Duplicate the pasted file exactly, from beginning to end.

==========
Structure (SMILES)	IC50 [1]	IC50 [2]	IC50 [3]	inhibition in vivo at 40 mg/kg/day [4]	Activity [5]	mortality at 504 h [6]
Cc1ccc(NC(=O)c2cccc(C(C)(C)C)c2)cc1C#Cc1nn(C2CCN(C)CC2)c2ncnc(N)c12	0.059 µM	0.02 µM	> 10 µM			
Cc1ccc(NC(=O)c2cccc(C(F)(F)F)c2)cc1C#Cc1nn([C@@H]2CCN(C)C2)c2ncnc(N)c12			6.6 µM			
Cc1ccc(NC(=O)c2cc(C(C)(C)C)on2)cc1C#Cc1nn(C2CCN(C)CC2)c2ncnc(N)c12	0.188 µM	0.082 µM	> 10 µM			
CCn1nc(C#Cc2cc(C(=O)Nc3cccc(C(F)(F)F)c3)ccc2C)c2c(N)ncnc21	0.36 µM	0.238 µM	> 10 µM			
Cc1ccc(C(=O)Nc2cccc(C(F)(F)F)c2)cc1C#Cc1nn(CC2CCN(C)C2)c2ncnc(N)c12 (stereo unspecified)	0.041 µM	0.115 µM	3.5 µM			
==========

Structure (SMILES)	IC50 [1]	IC50 [2]	IC50 [3]	inhibition in vivo at 40 mg/kg/day [4]	Activity [5]	mortality at 504 h [6]
Cc1ccc(NC(=O)c2cccc(C(C)(C)C)c2)cc1C#Cc1nn(C2CCN(C)CC2)c2ncnc(N)c12	0.059 µM	0.02 µM	> 10 µM			
Cc1ccc(NC(=O)c2cccc(C(F)(F)F)c2)cc1C#Cc1nn([C@@H]2CCN(C)C2)c2ncnc(N)c12			6.6 µM			
Cc1ccc(NC(=O)c2cc(C(C)(C)C)on2)cc1C#Cc1nn(C2CCN(C)CC2)c2ncnc(N)c12	0.188 µM	0.082 µM	> 10 µM			
CCn1nc(C#Cc2cc(C(=O)Nc3cccc(C(F)(F)F)c3)ccc2C)c2c(N)ncnc21	0.36 µM	0.238 µM	> 10 µM			
Cc1ccc(C(=O)Nc2cccc(C(F)(F)F)c2)cc1C#Cc1nn(CC2CCN(C)C2)c2ncnc(N)c12 (stereo unspecified)	0.041 µM	0.115 µM	3.5 µM			